HBCU Money™ Business Book Feature – Pedigree: How Elite Students Get Elite Jobs


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Americans are taught to believe that upward mobility is possible for anyone who is willing to work hard, regardless of their social status, yet it is often those from affluent backgrounds who land the best jobs. Pedigree takes readers behind the closed doors of top-tier investment banks, consulting firms, and law firms to reveal the truth about who really gets hired for the nation’s highest-paying entry-level jobs, who doesn’t, and why.

Drawing on scores of in-depth interviews as well as firsthand observation of hiring practices at some of America’s most prestigious firms, Lauren Rivera shows how, at every step of the hiring process, the ways that employers define and evaluate merit are strongly skewed to favor job applicants from economically privileged backgrounds. She reveals how decision makers draw from ideas about talent—what it is, what best signals it, and who does (and does not) have it—that are deeply rooted in social class. Displaying the “right stuff” that elite employers are looking for entails considerable amounts of economic, social, and cultural resources on the part of the applicants and their parents.

Challenging our most cherished beliefs about college as a great equalizer and the job market as a level playing field, Pedigree exposes the class biases built into American notions about the best and the brightest, and shows how social status plays a significant role in determining who reaches the top of the economic ladder.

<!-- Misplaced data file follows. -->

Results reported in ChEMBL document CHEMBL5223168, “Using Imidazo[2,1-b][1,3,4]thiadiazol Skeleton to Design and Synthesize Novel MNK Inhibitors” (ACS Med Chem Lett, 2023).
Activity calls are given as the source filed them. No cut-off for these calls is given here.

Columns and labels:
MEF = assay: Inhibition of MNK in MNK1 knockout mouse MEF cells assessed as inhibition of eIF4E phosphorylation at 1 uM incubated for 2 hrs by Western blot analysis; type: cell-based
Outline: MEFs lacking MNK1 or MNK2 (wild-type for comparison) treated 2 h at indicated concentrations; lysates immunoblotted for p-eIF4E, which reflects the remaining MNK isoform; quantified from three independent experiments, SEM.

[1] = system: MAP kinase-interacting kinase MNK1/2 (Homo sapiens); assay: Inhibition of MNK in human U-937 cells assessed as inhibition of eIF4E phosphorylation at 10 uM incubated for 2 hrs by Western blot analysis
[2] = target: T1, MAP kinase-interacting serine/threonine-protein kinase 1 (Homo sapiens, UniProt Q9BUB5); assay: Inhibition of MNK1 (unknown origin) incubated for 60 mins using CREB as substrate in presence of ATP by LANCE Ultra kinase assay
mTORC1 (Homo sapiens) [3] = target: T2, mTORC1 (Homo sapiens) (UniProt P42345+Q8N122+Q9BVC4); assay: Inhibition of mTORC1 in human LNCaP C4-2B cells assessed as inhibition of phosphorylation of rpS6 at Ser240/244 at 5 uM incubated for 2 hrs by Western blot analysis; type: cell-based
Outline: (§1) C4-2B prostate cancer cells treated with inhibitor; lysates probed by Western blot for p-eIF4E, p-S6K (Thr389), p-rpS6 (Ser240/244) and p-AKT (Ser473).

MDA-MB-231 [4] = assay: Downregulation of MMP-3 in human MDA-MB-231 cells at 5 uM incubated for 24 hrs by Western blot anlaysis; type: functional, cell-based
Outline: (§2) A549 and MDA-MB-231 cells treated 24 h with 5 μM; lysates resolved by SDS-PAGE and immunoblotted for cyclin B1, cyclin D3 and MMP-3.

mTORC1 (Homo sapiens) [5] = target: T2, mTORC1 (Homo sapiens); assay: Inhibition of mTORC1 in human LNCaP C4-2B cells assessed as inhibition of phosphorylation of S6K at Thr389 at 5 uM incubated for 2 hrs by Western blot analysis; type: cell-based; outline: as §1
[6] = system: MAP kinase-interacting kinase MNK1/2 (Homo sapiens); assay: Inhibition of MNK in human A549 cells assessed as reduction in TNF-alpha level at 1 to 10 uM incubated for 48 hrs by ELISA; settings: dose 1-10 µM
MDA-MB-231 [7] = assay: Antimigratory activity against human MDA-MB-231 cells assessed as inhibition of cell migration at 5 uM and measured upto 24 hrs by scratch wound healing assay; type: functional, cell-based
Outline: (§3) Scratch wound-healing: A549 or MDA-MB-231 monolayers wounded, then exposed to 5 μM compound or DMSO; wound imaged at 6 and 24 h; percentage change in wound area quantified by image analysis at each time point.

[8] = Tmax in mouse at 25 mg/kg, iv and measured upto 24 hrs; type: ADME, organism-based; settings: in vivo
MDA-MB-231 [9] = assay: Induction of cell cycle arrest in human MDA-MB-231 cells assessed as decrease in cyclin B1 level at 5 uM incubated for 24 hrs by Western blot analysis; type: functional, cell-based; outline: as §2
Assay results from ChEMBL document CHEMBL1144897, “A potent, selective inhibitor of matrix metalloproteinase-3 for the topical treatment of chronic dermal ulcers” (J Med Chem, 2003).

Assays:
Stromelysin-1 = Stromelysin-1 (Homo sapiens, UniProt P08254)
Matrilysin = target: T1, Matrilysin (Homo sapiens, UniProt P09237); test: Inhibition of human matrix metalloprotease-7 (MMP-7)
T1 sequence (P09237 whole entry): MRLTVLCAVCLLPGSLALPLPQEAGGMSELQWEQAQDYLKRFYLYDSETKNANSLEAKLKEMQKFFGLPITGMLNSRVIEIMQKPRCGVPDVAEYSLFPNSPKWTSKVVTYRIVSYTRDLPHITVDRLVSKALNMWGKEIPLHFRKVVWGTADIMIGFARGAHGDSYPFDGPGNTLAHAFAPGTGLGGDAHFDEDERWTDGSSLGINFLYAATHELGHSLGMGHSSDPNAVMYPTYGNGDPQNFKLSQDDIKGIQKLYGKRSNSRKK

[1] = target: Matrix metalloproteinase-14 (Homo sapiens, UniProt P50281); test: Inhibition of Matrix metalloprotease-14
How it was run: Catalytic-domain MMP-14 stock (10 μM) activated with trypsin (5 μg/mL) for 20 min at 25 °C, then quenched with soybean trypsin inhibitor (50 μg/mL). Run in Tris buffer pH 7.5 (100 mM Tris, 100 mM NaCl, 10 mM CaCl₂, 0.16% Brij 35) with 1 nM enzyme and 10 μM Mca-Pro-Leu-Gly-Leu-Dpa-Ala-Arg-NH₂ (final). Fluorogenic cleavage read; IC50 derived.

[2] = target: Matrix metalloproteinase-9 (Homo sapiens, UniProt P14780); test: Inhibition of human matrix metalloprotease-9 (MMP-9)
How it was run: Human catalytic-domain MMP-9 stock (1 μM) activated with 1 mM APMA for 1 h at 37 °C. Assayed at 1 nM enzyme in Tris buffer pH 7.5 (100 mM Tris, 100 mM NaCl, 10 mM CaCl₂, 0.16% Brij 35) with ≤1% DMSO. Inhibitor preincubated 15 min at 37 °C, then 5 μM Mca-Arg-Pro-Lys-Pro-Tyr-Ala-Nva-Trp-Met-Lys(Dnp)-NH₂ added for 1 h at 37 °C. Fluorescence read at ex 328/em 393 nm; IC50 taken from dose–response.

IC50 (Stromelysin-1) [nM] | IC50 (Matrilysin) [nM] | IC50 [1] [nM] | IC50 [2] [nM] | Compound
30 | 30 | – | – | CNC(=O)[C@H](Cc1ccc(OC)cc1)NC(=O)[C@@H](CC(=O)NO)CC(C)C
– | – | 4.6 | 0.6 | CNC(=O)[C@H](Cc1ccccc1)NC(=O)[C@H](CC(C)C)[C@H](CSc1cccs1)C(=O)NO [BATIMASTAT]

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One response to “HBCU Money™ Business Book Feature – Pedigree: How Elite Students Get Elite Jobs

  1. toni.beckham@sbcglobal.net

    PLEASE ADVISE HOW BEST TO DISTRIBUTE THE FOLLOWING:

    Greetings!

    I am assisting my granddaughter, LaRae, in getting her message out to all of the people that I know. The portion of her tuition that her mom is responsible for has increased by 50% for the upcoming school year.

    In spite of LaRae’s stellar high school grades and accomplishments, she was not awarded any major scholarships. Her first two years at Tuskegee have been funded by a combination of loans, grants and out-of-pocket funds.

    Without significant support, my granddaughter will be unable to return to school in August. Any amount of support will be of great help.

    LaRae Adams Invites You to Visit Her GoFundMe Page: http://www.gofundme.com/laschoolfund

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